10 Top-Rated Tourist Attractions in Old Montréal
Said to be North America's most remarkable concentration of 17th, 18th, and 19th-century buildings, Old Montréal is the delightful Parisian-style quarter between the harbor and the banking district. Lovingly restored in recent decades, and very popular with tourists, Old Montréal is best explored on foot, starting from the Champ de Mars Metro Station. City Hall and Place Jacques-Cartier are just south of the station, with Rue St. Paul and Rue Notre-Dame leading to more historic sites, high-end restaurants, and luxury shops.
1 Old Port
Extending along the river, close to Marché Bonsecours, is the site of the old port. It was restored at great cost and now enjoys a role as an entertainment and leisure center. Special attractions include an IMAX cinema, a Clock Tower reminiscent of Big Ben, and the Montréal Science Centre. In winter, skaters take to an open-air rink. From the old port a magnificent view is obtained of the impressive Montréal skyline. Boat tours run from the quays.
Address: 333 Rue de la Commune Ouest, Montréal
2 Notre-Dame Basilica
On Place d'Armes, the neo-Gothic façade of the Basilica of Our Lady is Montréal's oldest Catholic parish church (founded 1656). Its twin towers (69 meters) are impressive, but the amazing interior of the 1829 building is even more awe-worthy. Resplendent woodcarving is the work of Victor Bourgeau, and stained glass illustrates the history of Montréal. The Sacré Coeur altar (1982), in the chapel of the same name, consists of 32 bronze panels by Charles Daudelin. The great organ is a Casavant, and recitals held in the church throughout the year are very popular.
Address: 110 Rue Notre-Dame Ouest, Montréal
3 Place Jacques-Cartier
Stretching from the Old Port to Rue Notre-Dame in Old Montréal are the gardens of Place Jacques-Cartier. Under its Nelson's Column, there is a popular market of arts, crafts, and souvenirs surrounded by inviting street cafés and fine 19th century townhouses and mansions.
Many historic Montréal attractions are nearby, including City Hall, the Old Palace of Justice, and the elegant 1705 mansion Chateau Ramezay Museum.
4 Rue Bonsecours
The delightful Rue Bonsecours, off Rue Notre-Dame, is one of Vieux-Montréal's oldest streets. It exhibits a whole range of the French architectural styles featured in the 17th to the 19th century townscape of New France. Marché Bonsecours served as the town hall before becoming Montréal's vegetable market from 1878 to 1963. Today the building houses a number of interesting shops and boutiques and is a popular spot with tourists. Montréal's oldest church, the Chapel of Our Lady de Bonsecours, is at the end of the street. Nearby, Sir George-Étienne Cartier National Historic Site was the home of the first Canadian Prime Minister from 1841 to 1871.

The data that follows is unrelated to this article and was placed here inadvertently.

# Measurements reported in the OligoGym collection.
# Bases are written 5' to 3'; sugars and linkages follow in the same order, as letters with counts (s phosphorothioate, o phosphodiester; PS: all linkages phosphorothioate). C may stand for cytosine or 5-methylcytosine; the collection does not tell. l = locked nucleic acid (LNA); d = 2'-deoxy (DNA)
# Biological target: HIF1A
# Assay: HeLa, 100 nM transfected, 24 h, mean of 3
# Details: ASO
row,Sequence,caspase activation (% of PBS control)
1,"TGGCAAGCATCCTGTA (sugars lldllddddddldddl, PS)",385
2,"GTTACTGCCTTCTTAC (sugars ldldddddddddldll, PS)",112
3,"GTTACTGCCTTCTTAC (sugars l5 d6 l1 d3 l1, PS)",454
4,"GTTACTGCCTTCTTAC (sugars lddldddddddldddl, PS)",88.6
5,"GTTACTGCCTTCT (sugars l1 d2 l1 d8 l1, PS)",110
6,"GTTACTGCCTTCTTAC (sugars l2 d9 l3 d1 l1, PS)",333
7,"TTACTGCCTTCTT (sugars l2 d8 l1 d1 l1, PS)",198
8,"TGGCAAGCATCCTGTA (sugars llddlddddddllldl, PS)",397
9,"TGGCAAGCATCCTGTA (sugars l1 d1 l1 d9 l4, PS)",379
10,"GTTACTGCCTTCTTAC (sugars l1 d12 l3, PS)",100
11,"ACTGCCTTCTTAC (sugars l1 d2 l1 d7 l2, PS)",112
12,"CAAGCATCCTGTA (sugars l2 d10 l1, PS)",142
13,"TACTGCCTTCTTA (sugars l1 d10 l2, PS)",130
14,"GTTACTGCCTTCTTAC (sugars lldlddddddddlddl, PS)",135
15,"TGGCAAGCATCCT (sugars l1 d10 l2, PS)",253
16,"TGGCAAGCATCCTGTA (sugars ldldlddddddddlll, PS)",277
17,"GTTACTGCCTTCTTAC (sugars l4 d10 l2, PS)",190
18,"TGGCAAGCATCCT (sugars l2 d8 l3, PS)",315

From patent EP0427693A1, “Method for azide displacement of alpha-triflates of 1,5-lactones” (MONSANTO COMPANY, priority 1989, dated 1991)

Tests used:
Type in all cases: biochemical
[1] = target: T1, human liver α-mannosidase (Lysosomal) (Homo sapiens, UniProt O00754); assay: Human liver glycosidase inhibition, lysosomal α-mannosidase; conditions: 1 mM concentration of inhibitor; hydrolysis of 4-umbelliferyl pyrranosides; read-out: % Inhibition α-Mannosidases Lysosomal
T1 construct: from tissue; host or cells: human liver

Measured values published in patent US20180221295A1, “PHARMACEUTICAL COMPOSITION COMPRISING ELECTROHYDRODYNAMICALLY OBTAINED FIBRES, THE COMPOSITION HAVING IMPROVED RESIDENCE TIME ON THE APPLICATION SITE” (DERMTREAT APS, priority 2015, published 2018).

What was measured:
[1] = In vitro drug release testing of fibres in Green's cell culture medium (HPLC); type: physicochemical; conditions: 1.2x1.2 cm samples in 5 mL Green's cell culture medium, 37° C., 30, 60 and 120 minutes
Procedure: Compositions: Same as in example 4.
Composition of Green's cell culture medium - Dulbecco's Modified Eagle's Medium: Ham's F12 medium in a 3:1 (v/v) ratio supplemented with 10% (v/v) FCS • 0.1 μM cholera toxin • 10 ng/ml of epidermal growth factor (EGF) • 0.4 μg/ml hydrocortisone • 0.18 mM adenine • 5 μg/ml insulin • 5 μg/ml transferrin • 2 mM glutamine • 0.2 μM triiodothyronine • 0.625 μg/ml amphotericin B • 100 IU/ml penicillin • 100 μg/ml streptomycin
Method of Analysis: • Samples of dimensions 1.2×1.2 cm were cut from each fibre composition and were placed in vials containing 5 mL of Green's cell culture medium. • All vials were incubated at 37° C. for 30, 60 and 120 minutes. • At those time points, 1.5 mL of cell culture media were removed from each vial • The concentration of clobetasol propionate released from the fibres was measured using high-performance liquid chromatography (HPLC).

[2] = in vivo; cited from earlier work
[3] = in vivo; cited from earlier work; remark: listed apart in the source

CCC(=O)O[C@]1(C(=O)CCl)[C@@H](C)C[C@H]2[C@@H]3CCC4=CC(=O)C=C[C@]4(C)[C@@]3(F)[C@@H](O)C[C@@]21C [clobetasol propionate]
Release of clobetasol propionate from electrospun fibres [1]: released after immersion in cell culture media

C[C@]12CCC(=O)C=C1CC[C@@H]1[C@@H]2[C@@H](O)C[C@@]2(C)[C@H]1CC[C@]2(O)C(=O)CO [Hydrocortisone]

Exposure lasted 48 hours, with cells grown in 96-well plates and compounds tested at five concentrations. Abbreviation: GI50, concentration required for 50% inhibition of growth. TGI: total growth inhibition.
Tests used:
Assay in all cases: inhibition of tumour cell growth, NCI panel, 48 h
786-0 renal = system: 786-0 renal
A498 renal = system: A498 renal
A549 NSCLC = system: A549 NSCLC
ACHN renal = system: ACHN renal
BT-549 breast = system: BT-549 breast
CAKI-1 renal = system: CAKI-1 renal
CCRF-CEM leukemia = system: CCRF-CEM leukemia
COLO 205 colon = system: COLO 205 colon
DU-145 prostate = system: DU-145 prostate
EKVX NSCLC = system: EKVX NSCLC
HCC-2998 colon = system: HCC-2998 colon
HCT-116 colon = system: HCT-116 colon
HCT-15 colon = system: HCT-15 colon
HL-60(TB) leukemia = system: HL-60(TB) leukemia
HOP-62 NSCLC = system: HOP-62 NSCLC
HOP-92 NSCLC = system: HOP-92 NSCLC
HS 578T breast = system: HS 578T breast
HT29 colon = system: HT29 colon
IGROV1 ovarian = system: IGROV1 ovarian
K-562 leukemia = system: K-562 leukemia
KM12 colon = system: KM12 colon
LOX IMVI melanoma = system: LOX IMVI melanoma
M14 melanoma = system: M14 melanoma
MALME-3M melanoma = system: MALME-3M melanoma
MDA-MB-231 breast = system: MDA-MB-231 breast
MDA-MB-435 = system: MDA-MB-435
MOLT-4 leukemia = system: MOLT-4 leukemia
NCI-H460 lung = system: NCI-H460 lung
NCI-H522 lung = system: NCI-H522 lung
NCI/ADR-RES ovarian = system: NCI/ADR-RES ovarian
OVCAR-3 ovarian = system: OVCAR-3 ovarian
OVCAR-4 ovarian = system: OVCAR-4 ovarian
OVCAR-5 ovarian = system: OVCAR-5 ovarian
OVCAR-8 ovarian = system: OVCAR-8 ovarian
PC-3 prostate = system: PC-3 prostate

5 Editor's Pick Pointe-à-Callière, Musée d'archéologie et d'histoire
At the southeast corner of Place Royale in Montréal lies the Pointe-à-Callière, the "cradle of Montréal city." Place Royale was the heart of French colonial life, its market, and its parade ground, until transformed in the 19th century with various government buildings. The Musée d'archéologie et d'histoire documents the city's beginnings by taking visitors underground to the see remains of the first foundations. Two plaques and an obelisk, the work of Québécois artists, unveiled in 1894, commemorate the 1642 founding of the French settlement.
Address: 350 Place Royale, Montréal
6 Place d'Armes
The busy square of Place d'Armes is very much in the city center. The twin towers of Notre-Dame Basilica front the public space, as does a historic Bank of Montreal and its small museum. The Old Seminary of Saint Sulpice, adjoining the Basilica, dates from 1685. It is the oldest stone dwelling in a city where originally most buildings were constructed more cheaply and simply in timber. Just west of Place d'Armes, the Palais des Congrès is Montréal's futuristic conference center. It was built in 1983 over the Ville-Marie expressway, and is best known for its colorful glass walls.
7 Place d'Youville
Place d'Youville is another popular public space in Montréal and a departure point for exploring historical sites. On the park, the Montréal Centre d'Histoire is housed in the old red brick fire station (1903), and recounts Montréal's four centuries of history. Hopital général des Soeurs Grises is a short distance down Rue Saint-Pierre from Place d'Youville. Montréal's second hospital dating from 1694, it is where Marguerite d'Youville founded the Congrégation des Soeurs Grises in 1753, the charitable order of the Grey Sisters.
8 Rue Saint-Paul
Rue Saint-Paul is Montréal's oldest street, originally completed in March 1672 as the road between the fort and the Hôtel Dieu, the old hospital. Nowadays it is lined with all kinds of shops. The street gets its name as much from Paul de Chomedey, the city's devout founder, as from St. Paul the Apostle.
9 City Hall
Montréal's City Hall was designed by Perrault with an eye to the French Empire style of Napoleon III. Built between 1872 and 1878, it had to be restored following a fire in 1922.
Its hall of honor is resplendent with marble and bronze, and has a bust of Jacques Viger, Montréal's first mayor in 1833. It was from the balcony of City Hall that, during his visit to Canada in the summer of 1967, French President Charles de Gaulle uttered his clarion call "vive le Québec libre!" - long live free Québec. The statement drew an enthusiastic response from the crowds on Place Cartier below, but upset Canada's Federal Government.
Address: 275 Rue Notre-Dame Est, Montréal
10 Montreal Science Centre
Located in the Old Port, the Montreal Science Centre offers a range of science and technology exhibitions, and includes an IMAX theater. The center is a favorite with families and is designed for all ages.
Address: 2 Rue de la Commune Ouest, Montréal